Still, all the companies that have gone before you -- big and small -- have something to teach. Some are good examples, some bad. The point of plagiarism -- and the reason for the advice Charles and I gave -- is to borrow from the best.

I don't think anyone here really thought that we were suggesting you take a job description from any other company, regardless of size, and copy it or hold it up as the Holy Grail.

There is no "perfect" job description, of course, any more than there is a perfect business plan. To say that a software startup needs an entrepreneur is tautological; what counts, and where the job description becomes useful, is in in determining what kind of entrepreneur you need/want.

E.g., do you already have a wonderful marketing/sales person? Then maybe you can reduce the emphasis on that part of the CEO's resume. Do you need a fund-raiser? Do you need someone with connections in a particular industry?

As a matter of fact, some startups do need CEOs with operational expertise, because the company is already rich with visionaries.

All I'm saying here is that it's a mistake to make assumptions about a particular need based on company size. Every situation is different, every company is different, every person is different.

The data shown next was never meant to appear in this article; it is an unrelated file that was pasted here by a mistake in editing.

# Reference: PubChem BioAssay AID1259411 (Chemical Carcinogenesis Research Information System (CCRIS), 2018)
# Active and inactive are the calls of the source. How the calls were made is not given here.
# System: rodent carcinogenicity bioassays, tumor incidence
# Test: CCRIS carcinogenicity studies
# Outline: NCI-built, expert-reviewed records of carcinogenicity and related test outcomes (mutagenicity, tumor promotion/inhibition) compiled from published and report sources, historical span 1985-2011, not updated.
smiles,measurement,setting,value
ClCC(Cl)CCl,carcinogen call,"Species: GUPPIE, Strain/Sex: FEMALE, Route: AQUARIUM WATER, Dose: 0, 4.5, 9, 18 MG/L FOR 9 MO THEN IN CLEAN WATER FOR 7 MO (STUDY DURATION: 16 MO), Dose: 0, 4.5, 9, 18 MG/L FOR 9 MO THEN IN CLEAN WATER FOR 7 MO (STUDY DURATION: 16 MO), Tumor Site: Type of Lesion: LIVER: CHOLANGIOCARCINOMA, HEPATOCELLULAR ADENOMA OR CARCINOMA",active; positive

So, back to my original advice: Pick the companies that you admire. Choose your mentors. See what they've done well, and try to emulate and exceed them. See where they've slipped, and try to figure out why, and avoid those areas.

December 23, 2002 11:40 AM

I think one of the great things about a writing a job description is that it forces you to think about what you are looking for. If you don't do that in advance, then you run a great risk of hiring someone because s/he interviews well, or as Barry Shamis puts it, because s/he's "enthusiastic."

I further think that looking at others' written job descriptions is a help, kind of like looking at the menu in a restaurant. "Oh, that's a good idea, s/he should have ______ skills. We hadn't thought of that." (Of course, you want to avoid enhancing the job description so much that you have a job that only Superman could fill.)

December 23, 2002 12:02 PM

Be sure to make the critical distinction between a Job Description and a Candidate Profile and develop both.

The Job Description should be what you want the person to do once they're hired (at least in general terms). Whereas the Candidate Profile should be what would a job seeker have in terms of demonstrated skills and experiences that would make them successful in the job.

The Profile is generated from the Description. From the Profile, you can generate a list of interview questions and specific background checking criteria.

February 8, 2012 8:49 PM updated: February 15, 2012 8:49 AM

Hi,

Thanks very much for this comment. It help me to think about my ideals.

Tks again and pls keep posting.

Apart from that, this link below may be useful: CEO job description

Rgs

September 19, 2012 7:52 AM

Well, there are about about 31,000 flavors of each (especially CEOs), and you'll never find a "perfect" job descrip that you'll be able to use straight out of the box.